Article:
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Instructional Design and games in education
When this lesson is over, what is the learning going to look like? What is going to be different? What lasting understandings will the students be able to demonstrate? The best place to start planning a lesson is at the end.
Using computer games in education is more than sticking a student in front of Civilization 3 and hoping for the best. Very specific learning objectives, accurate assessment, consistent feedback, and an engagement in the learning process are critical for the successful implementation of computer games in education.
It’s really no different from any instructional activity. Well organized lessons and instructional activities make for a more successful learning experience.
It is important to include as many national, state, and local state standards as you are able. Make sure the standards are truly linked to learning activities, and not added as an afterthought. You should be able to clearly point to something a student is doing and connect it with a state standard.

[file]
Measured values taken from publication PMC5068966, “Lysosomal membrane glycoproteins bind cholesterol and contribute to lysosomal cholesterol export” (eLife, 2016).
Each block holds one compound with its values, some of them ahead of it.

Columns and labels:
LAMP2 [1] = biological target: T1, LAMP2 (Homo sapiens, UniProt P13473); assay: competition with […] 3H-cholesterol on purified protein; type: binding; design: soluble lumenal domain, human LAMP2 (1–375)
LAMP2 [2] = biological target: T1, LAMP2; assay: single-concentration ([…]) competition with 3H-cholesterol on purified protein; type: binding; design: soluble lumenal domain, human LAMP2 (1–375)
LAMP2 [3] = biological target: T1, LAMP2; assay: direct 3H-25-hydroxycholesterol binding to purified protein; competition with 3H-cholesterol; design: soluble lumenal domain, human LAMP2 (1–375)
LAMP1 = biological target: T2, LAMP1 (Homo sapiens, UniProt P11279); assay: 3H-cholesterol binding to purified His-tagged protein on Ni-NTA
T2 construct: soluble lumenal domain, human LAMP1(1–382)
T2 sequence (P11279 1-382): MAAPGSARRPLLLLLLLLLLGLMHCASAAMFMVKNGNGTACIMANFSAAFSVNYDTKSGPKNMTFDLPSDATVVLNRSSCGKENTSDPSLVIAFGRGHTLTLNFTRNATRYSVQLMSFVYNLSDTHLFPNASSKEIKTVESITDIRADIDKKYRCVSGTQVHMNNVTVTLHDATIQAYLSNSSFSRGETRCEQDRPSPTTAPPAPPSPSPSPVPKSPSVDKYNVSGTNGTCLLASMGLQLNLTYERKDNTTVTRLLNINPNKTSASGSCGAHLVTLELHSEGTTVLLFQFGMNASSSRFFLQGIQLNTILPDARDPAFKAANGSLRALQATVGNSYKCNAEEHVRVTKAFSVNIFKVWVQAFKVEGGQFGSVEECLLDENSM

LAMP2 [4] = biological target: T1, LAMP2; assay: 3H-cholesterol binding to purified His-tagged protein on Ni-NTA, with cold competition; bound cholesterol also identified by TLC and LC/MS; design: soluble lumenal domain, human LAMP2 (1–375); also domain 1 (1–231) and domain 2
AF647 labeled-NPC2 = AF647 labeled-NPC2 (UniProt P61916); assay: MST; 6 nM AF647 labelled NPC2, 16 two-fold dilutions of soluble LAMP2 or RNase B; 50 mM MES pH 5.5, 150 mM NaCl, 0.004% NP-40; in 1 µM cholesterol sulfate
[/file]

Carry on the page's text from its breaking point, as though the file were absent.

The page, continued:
Take into consideration different learning styles, different ways of using the game to illustrate understandings. For example, could a student take a series of screen captures in Sim City, and create a large artistic collage in the hallway to show the growth of an urban and suburban areas? Could another student interview a mayor of sim city, with a decidely cynical slant, and post the interview online? How is our lesson plan addressing different intelligences and learning styles?
At the end of the day, well planned, well organized lesson plans will define the success of computer games in education. The more specific our objectives, the better we will be able use computer games to teach.